It will be Tuesday morning in Japan when the Hokkaido Nippon Ham Fighters make the announcement of which MLB club has won the bid for the young pitcher and whether it will be accepted. SI.com has reported that the bid exceeds the $51.1 million bid for Daisuke Matsuzaka in 2006 as the highest in the history of posting of Japanese players.
CBSSports.com reported that the bid will be accepted, and many have speculated that the winning bid belongs to the Blue Jays or Rangers.
On Monday night, it will no longer be speculation.
— Joey Nowak
PHOENIX — The D-backs have agreed to terms with free agent outfielder Jason Kubel on a two-year contract with an option, a baseball source confirmed Monday.
The move is somewhat surprising in that the D-backs had not been linked in any rumors to Kubel, nor had it seemed were they in the market for an outfielder.
Kubel, 29, hit .273 with 12 homers and 58 RBIs for the Twins in 2011. He was originally drafted by Minnesota in the 12th round of the 2000 First-Year Player Draft.
Kubel’s best season came in 2009 when he hit .300 with 28 homers, 103 RBIs and a career-best .907 OPS (on-base plus slugging). Over the last five seasons he has an OPS+ of over 100. OPS+ is a weighted metric that takes into account a multitude of factors and mark of 100 is considered average. Last season, Kubel’s OPS+ was 111.
Over his career, Kubel has split his time between right and left fields. With the D-backs, it would appear that he would become the starting left fielder with Gerardo Parra being shifted to a fourth outfield position or used in a trade to acquire another position of need.
Parra won a Gold Glove for his work in left last year and he hit .292 with eight homers and 46 RBIs. He can play all three outfield positions well making him an ideal backup. How many opportunities there will be, though, remains to be seen. Center fielder Chris Young played in 156 games last year while right fielder Justin Upton appeared in 159.
— Steve Gilbert
MLB.com can confirm a Cleveland Plain Dealer report indicating that the Indians are in talks with free-agent outfielder Mike Cameron and free-agent infielder Andy LaRoche. Both players would be brought into the fold on Minor League contracts that include non-roster invites to attend Spring Training with the big league club.
Cameron, 38, hit just .203 with nine homers and 27 RBIs in 78 games between stints with the Red Sox and Marlins in 2011. He would presumably come into camp with a shot at winning a bench job. His value for Cleveland is as a right-handed bat and a backup for center fielder Grady Sizemore.
As things currently stand, the Indians project to have three left-handed-hitting outfielders (Michael Brantley, Shin-Soo Choo and Sizemore) in the lineup. In all, Cleveland’s starting nine projects to have six lefties and two switch hitters under the current roster composition.
LaRoche, 28, is also a right-handed hitter, and he has enough versatility to handle multiple positions on the field. He hit .247 in 40 games with the A’s last year. LaRoche is a third baseman by trade, but he also has some experience at first base, second base, shortstop and left field.
On Friday, the Indians added infielder Jose Lopez and outfielder Felix Pie on Minor League deals as well. Cleveland also acquired right-handed-hitting outfielder Aaron Cunningham in a trade with the Padres. Cunningham, 25, might have a leg up on the fourth outfielder’s role considering he is out of Minor League options.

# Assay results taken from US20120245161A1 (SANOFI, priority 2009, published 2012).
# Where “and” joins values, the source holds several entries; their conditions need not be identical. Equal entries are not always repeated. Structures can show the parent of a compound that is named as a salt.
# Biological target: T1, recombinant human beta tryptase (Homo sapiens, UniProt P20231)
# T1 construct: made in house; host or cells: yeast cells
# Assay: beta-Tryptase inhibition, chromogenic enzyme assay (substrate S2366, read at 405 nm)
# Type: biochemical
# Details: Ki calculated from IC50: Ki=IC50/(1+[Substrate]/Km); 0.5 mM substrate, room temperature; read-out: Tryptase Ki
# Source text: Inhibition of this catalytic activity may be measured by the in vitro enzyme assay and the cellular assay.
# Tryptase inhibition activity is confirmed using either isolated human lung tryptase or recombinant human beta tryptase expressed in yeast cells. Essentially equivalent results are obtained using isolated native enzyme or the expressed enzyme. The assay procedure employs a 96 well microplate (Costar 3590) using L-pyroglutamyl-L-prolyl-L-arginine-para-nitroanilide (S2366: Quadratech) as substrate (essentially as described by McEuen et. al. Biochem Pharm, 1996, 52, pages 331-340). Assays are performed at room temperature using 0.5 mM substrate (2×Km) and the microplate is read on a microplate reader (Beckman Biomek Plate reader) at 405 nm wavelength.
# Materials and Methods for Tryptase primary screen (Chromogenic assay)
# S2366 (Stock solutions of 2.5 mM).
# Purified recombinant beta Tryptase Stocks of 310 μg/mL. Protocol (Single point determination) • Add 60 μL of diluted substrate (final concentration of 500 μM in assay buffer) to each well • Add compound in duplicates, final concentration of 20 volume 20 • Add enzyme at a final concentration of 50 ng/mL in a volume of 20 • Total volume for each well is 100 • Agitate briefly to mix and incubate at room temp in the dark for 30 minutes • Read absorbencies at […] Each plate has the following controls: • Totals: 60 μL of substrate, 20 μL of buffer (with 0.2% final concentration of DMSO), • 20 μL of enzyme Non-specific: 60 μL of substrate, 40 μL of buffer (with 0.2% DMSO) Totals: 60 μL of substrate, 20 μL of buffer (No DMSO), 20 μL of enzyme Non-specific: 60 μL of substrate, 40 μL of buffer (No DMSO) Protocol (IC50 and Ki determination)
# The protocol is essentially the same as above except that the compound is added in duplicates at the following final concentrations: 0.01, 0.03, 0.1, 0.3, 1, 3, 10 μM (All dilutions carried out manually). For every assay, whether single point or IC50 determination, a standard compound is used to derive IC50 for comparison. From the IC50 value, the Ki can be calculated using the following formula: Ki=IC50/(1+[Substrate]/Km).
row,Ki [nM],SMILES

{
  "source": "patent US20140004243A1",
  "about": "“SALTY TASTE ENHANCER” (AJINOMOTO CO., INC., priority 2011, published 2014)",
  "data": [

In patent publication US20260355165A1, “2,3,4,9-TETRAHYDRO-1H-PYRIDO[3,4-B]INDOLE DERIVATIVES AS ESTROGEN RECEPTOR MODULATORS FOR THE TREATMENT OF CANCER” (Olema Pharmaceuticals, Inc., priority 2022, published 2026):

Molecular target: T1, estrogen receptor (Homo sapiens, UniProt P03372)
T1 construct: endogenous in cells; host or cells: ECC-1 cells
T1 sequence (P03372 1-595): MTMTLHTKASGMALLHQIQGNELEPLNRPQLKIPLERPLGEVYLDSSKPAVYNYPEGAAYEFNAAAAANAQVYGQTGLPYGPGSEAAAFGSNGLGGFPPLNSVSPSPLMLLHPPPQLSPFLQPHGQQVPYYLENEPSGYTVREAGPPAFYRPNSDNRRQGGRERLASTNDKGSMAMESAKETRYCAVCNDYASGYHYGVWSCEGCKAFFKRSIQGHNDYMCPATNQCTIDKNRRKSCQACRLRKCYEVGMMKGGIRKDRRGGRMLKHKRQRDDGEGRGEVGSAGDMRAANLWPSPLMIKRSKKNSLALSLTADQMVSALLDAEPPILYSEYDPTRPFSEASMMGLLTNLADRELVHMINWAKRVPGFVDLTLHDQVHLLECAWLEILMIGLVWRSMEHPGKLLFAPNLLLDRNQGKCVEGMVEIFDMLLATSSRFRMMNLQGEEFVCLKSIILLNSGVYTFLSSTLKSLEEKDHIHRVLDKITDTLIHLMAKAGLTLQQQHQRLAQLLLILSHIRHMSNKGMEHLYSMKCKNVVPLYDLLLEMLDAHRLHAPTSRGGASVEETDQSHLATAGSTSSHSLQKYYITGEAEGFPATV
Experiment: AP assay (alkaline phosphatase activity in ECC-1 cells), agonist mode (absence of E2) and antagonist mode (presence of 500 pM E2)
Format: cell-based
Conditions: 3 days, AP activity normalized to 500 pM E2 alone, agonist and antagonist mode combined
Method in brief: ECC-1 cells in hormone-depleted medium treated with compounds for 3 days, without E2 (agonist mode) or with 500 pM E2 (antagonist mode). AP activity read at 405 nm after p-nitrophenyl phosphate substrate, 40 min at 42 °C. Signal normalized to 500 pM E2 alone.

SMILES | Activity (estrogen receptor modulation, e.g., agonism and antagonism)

The Indians remain in the market for a right-handed power bat — preferably at first base. The trade route is looking increasingly more likely than free agency.
Forget Prince Fielder. Maybe the Cubs’ first baseman of the future is Anthony Rizzo.
Rizzo was a sixth-round pick in 2007 by the Red Sox — and Theo Epstein, Jed Hoyer and Jason McLeod were in Boston’s front office at that time. In December 2010, he was dealt to the Padres in the blockbuster Adrian Gonzalez deal. Now, Rizzo, 22, finds himself No. 3 or 4 on the Padres’ depth chart at first base after a major deal Saturday between the Padres and Reds. The Padres acquired first baseman Yonder Alonso, pitcher Edinson Volquez and Minor Leaguers Yasmani Grandal and Brad Boxberger in exchange for pitcher Mat Latos. Latos joins Johnny Cueto, Homer Bailey, Bronson Arroyo and Mike Leake in the Reds rotation. Reds GM Walt Jocketty says they still plan on using Aroldis Chapman as a starter, although that could change.
This year, Rizzo batted .452 with six homers in his first 15 games and was eventually called up to the Padres in June, and batted .143 in 35 games. He was then recalled in September and finished with a .141 average in 49 games. At Triple-A Tucson, he hit .331 with 26 homers and 101 RBIs. Rizzo and Tony Campana have something in common, as Rizzo was diagnosed with Hodgkin’s lymphoma in May 2008 and was successfully treated with chemotherapy. McLeod once said Rizzo has the best makeup of any player he’s ever drafted.
On Saturday, Jim Bowden of ESPN.com and MLB Network Radio tweeted that the Padres have some interest in acquiring Matt Garza from the Cubs in a package that would include Rizzo. The problem with a Padres-Cubs deal involving Garza is that the right-hander is under team control for two more years, and if the Cubs were to move him, they’d expect a lot in return — similar to what the Reds gave up to get Latos. Epstein has said Garza is the type of pitcher to build around.
— Carrie Muskat
The top bid for Japanese pitching sensation Yu Darvish’s negotiating rights will exceed the $51.1 million bid for Daisuke Matsuzaka in 2006 as the highest in the history of posting of Japanese players, according to SI.com.
Citing Japanese baseball officials, Saturday’s report contradicts the previously reported amount of about $48 million to be paid to the Nippon-Ham Fighters, Darvish’s current team in Japan.
The Blue Jays, Mariners, Marlins, Nationals, Rangers, Red Sox and Yankees are among the Major League teams that have been mentioned as possibly in the sealed bidding for the negotiating rights for the right-hander’s services.
After the Red Sox won the right to bid for Matsuzaka’s services, they signed him to a six-year, $52 million deal that expires after the 2012 season. Darvish made the equivalent of $6.4 million dollars (U.S.) in 2011, according to NPB.com.
The team that wins the bidding for Darvish will have 30 days to negotiate a deal with him. The winning bid will be announced Tuesday.
– John Schlegel